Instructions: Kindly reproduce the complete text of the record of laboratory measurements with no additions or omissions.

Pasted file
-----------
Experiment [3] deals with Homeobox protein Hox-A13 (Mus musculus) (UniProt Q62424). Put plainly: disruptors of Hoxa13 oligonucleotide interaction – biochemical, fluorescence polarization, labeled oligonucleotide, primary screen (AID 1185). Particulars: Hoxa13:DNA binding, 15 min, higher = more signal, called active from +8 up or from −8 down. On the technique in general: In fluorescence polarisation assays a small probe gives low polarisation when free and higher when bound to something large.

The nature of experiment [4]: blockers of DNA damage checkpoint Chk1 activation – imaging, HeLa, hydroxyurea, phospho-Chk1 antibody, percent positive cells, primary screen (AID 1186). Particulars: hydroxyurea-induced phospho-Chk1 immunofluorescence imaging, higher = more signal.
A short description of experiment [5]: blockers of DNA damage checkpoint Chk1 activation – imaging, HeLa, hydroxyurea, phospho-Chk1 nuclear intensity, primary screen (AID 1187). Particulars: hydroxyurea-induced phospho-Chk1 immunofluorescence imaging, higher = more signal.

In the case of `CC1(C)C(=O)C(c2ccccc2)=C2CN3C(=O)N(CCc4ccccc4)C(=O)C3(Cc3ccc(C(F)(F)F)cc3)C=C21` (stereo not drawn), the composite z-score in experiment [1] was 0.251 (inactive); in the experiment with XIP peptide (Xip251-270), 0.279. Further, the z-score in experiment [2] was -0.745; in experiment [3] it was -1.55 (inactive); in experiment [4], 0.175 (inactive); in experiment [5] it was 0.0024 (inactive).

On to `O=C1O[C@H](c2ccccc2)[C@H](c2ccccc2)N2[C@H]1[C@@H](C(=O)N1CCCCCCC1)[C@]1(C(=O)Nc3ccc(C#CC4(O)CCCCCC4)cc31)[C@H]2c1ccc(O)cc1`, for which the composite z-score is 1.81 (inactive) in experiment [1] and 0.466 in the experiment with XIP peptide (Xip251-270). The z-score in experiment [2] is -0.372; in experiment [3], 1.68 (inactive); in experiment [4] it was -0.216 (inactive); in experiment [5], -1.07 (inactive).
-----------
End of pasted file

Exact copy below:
Experiment [3] deals with Homeobox protein Hox-A13 (Mus musculus) (UniProt Q62424). Put plainly: disruptors of Hoxa13 oligonucleotide interaction – biochemical, fluorescence polarization, labeled oligonucleotide, primary screen (AID 1185). Particulars: Hoxa13:DNA binding, 15 min, higher = more signal, called active from +8 up or from −8 down. On the technique in general: In fluorescence polarisation assays a small probe gives low polarisation when free and higher when bound to something large.

The nature of experiment [4]: blockers of DNA damage checkpoint Chk1 activation – imaging, HeLa, hydroxyurea, phospho-Chk1 antibody, percent positive cells, primary screen (AID 1186). Particulars: hydroxyurea-induced phospho-Chk1 immunofluorescence imaging, higher = more signal.
A short description of experiment [5]: blockers of DNA damage checkpoint Chk1 activation – imaging, HeLa, hydroxyurea, phospho-Chk1 nuclear intensity, primary screen (AID 1187). Particulars: hydroxyurea-induced phospho-Chk1 immunofluorescence imaging, higher = more signal.

In the case of `CC1(C)C(=O)C(c2ccccc2)=C2CN3C(=O)N(CCc4ccccc4)C(=O)C3(Cc3ccc(C(F)(F)F)cc3)C=C21` (stereo not drawn), the composite z-score in experiment [1] was 0.251 (inactive); in the experiment with XIP peptide (Xip251-270), 0.279. Further, the z-score in experiment [2] was -0.745; in experiment [3] it was -1.55 (inactive); in experiment [4], 0.175 (inactive); in experiment [5] it was 0.0024 (inactive).

On to `O=C1O[C@H](c2ccccc2)[C@H](c2ccccc2)N2[C@H]1[C@@H](C(=O)N1CCCCCCC1)[C@]1(C(=O)Nc3ccc(C#CC4(O)CCCCCC4)cc31)[C@H]2c1ccc(O)cc1`, for which the composite z-score is 1.81 (inactive) in experiment [1] and 0.466 in the experiment with XIP peptide (Xip251-270). The z-score in experiment [2] is -0.372; in experiment [3], 1.68 (inactive); in experiment [4] it was -0.216 (inactive); in experiment [5], -1.07 (inactive).